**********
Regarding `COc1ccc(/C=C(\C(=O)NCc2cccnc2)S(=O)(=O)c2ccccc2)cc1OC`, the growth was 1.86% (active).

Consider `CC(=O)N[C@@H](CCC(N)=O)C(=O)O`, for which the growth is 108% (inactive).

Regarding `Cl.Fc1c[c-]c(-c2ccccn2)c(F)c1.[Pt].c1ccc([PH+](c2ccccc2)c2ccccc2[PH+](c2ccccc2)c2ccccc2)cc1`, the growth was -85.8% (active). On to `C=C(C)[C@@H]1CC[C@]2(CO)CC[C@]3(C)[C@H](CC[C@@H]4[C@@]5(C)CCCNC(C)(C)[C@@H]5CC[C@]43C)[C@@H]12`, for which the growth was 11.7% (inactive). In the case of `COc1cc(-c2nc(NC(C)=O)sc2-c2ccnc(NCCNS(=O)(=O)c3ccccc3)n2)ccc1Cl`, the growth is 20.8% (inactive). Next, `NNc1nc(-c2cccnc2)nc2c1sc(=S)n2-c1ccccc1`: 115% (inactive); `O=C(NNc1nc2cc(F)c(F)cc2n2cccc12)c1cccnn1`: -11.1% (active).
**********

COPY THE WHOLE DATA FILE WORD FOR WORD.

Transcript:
Regarding `COc1ccc(/C=C(\C(=O)NCc2cccnc2)S(=O)(=O)c2ccccc2)cc1OC`, the growth was 1.86% (active).

Consider `CC(=O)N[C@@H](CCC(N)=O)C(=O)O`, for which the growth is 108% (inactive).

Regarding `Cl.Fc1c[c-]c(-c2ccccn2)c(F)c1.[Pt].c1ccc([PH+](c2ccccc2)c2ccccc2[PH+](c2ccccc2)c2ccccc2)cc1`, the growth was -85.8% (active). On to `C=C(C)[C@@H]1CC[C@]2(CO)CC[C@]3(C)[C@H](CC[C@@H]4[C@@]5(C)CCCNC(C)(C)[C@@H]5CC[C@]43C)[C@@H]12`, for which the growth was 11.7% (inactive). In the case of `COc1cc(-c2nc(NC(C)=O)sc2-c2ccnc(NCCNS(=O)(=O)c3ccccc3)n2)ccc1Cl`, the growth is 20.8% (inactive). Next, `NNc1nc(-c2cccnc2)nc2c1sc(=S)n2-c1ccccc1`: 115% (inactive); `O=C(NNc1nc2cc(F)c(F)cc2n2cccc12)c1cccnn1`: -11.1% (active).